Boutique diets and heart disease

Image by Alkhaine on Pixabay.
Image by Alkhaine on Pixabay.

By Dr. Ryan Baumwart & Dr. O. Lynne Nelson

Many dog owners have switched their pets to grain-free, exotic-ingredient, vegetarian, vegan, or home-prepared diets over the past decade. The trend toward these “boutique diets,” however, has coincided with an increase in reports of dogs with dilated cardiomyopathy, the most common cause of heart failure in certain large breed dogs.

What is dilated cardiomyopathy?

Dilated cardiomyopathy is a disease of the heart muscle that results in weakened contractions and poor pumping ability. As the disease progresses, the heart chambers become enlarged, valves may leak, and signs of congestive heart failure develop. While the disease is not always severe enough to cause symptoms, in other cases it can be life-threatening or even fatal due to an irregular heartbeat and congestive heart failure. Read more about dilated cardiomyopathy.
Historically, dilated cardiomyopathy was primarily seen in breeds known to have a genetic predisposition to the disease, but in recent years the U.S. Food and Drug Administration reported an increase in the number of cases in other breeds. In many of the cases, the affected animals were being fed “boutique diets.” The FDA alerted the public to the issue in 2018, and since then the agency and veterinary researchers have been investing the role of diet in the increased reports.

What we know

There has historically been evidence of diet-responsive dilated cardiomyopathy in some breeds (golden retrievers, cocker spaniels, but the incidence in these breeds has appeared to increase when eating grain-free, vegetarian/vegan, or exotic-ingredient foods. In other cases, the breeds of dogs developing dilated cardiomyopathy appear unusual, meaning the dog does not have a breed history of an inherited type of the disease, or the dog may be young.

Recent studies have identified differences in blood metabolites of dogs eating some boutique diets compared to standard diets, suggesting that dogs’ bodies may process boutique diets differently.

Taurine deficiency may be a factor in some breeds (those listed above), but it is unclear whether it is a cause or merely an association with yet unknown other dietary components.
Dogs with dilated cardiomyopathy that have been eating the diets described above may reverse the condition if it is caught early or if they respond favorably to a change in diet.

What we recommend

If your dog does not have a medical condition requiring alterations in specific dietary ingredients, we recommend feeding a diet made by a well-established manufacturer that contains standard ingredients and has a record of long-term nutritional research.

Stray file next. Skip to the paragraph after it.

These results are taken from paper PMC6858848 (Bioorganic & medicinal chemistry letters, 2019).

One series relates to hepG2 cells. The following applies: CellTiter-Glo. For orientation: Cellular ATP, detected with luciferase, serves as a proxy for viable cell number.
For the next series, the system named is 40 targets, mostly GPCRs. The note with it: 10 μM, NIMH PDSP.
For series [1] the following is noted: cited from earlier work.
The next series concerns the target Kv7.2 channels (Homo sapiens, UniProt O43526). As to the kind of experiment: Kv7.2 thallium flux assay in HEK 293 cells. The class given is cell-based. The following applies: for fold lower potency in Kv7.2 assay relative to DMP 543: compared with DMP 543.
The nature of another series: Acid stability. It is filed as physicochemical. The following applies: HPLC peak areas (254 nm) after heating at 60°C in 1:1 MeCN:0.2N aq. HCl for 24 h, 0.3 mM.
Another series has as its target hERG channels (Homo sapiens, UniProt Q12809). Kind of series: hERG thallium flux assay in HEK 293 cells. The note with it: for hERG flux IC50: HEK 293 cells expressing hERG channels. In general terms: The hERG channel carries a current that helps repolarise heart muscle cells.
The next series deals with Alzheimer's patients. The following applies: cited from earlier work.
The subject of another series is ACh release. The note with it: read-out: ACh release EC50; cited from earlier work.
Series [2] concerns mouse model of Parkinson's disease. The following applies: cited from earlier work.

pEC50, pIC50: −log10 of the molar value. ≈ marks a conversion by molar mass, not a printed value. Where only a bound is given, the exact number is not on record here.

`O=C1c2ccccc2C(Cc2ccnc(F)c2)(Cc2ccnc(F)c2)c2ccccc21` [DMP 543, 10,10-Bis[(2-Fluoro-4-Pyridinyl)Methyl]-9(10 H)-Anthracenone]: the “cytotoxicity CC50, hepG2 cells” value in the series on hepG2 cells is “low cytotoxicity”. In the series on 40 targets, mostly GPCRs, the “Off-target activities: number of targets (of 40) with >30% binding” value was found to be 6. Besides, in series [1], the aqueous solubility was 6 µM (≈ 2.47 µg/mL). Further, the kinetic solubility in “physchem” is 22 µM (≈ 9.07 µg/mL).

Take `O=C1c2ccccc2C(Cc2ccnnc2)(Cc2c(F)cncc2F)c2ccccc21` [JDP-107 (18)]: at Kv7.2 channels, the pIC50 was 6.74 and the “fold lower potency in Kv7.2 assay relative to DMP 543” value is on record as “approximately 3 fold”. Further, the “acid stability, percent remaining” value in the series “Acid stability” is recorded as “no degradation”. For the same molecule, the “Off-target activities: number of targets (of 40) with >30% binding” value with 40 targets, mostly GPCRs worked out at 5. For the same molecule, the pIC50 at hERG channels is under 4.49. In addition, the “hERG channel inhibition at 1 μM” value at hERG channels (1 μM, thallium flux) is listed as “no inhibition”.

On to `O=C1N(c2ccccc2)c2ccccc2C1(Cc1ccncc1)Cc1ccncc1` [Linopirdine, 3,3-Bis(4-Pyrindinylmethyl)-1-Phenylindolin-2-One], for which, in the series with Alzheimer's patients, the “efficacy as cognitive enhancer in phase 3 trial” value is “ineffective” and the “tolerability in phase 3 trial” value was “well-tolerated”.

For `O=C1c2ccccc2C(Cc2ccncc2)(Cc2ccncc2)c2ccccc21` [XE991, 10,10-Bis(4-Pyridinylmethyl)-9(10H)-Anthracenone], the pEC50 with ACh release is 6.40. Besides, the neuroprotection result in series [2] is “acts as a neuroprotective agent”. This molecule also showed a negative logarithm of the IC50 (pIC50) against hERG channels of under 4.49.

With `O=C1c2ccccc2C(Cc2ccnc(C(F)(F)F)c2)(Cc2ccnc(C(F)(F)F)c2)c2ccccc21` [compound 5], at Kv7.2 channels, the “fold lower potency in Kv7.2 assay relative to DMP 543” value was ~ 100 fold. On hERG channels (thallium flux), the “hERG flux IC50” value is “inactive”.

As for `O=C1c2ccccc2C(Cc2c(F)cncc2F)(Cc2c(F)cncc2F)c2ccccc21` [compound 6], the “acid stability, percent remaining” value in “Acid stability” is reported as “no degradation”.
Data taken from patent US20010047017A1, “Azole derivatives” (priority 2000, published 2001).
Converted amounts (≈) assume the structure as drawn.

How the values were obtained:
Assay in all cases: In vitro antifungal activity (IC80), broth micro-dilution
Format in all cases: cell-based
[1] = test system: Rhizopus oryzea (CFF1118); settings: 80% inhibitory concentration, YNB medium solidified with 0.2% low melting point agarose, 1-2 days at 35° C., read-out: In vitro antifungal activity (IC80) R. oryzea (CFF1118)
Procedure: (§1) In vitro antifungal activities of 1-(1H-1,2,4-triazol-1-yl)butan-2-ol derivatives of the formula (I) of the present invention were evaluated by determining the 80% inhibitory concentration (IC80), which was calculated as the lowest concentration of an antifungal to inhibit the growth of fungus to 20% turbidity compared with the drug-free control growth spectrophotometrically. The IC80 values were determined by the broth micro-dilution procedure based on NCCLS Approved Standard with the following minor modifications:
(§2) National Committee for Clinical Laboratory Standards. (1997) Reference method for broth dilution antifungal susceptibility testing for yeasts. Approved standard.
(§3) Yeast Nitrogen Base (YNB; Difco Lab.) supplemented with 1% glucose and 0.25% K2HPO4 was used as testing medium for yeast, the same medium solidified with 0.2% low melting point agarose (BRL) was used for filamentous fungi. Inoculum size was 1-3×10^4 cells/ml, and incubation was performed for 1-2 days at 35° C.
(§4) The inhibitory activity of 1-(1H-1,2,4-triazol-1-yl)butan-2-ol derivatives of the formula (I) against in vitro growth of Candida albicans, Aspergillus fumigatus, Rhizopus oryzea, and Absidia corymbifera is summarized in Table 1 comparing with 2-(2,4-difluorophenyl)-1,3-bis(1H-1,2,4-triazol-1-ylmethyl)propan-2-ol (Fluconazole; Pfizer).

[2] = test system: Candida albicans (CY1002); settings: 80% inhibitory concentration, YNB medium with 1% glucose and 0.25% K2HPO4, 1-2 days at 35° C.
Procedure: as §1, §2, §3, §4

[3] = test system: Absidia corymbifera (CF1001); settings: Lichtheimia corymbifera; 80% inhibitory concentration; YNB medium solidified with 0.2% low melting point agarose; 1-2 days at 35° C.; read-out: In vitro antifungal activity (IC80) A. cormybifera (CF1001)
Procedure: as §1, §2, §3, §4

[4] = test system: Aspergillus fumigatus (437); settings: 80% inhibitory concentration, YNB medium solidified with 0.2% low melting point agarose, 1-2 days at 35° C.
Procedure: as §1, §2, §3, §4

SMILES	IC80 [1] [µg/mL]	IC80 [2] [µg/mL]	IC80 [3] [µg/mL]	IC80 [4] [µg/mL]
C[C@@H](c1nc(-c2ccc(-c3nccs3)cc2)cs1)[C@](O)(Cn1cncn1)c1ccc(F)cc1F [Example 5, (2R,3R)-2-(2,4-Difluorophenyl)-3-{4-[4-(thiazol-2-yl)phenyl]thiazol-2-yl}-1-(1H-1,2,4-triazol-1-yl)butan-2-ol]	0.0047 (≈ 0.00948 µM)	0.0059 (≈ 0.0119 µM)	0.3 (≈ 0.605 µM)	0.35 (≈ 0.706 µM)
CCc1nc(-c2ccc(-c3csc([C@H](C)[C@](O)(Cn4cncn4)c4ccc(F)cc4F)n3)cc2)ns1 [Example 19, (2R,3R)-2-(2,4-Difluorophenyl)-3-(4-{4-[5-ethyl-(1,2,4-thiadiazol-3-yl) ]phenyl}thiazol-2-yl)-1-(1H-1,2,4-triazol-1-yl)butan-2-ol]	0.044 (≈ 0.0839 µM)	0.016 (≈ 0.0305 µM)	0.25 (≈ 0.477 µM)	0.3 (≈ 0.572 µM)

If your dog has been diagnosed with dilated cardiomyopathy and is eating a boutique-type diet, we recommend changing the diet and measuring whole blood and plasma taurine levels if the breed is known to be taurine sensitive.

  • If taurine levels are low or on the low end of the normal range, dietary supplementation of taurine should be added.
  • Follow-up echocardiography should be performed in 3, 6, and 12 months to assess for improvement in heart function after diet change.
  • Screening echocardiography for dilated cardiomyopathy should be performed in all dogs of the same household eating the non-standard diet.

If your dog has a medical condition that requires a non-standard diet, we suggest a diet made by a well-established manufacturer that has undergone extensive Association of American Feed Control Officials (AAFCO) feeding trials. Your veterinarian can help you choose an appropriate diet for your dog’s medical condition.

Owners of dogs with possible diet-associated dilated cardiomyopathy should save samples (and product labels) of all dietary components they are currently feeding, including the main food, treats, chews, and supplements.

With complete diet information in hand, the veterinarian or owner should report the case to the FDA, which can be done either online or by telephone, as this will help the agency identify possible underlying causes as quickly as possible.

WSU veterinary cardiologists Ryan Baumwart, DVM, ACVIM-CA and O. Lynne Nelson, DVM, ACVIM-CA, IM are board-certified in companion animal cardiology.

This information is not meant to be a substitute for veterinary care. Always follow the instructions provided by your veterinarian. Washington State University assumes no liability for injury to you or your pet incurred by following these descriptions or procedures.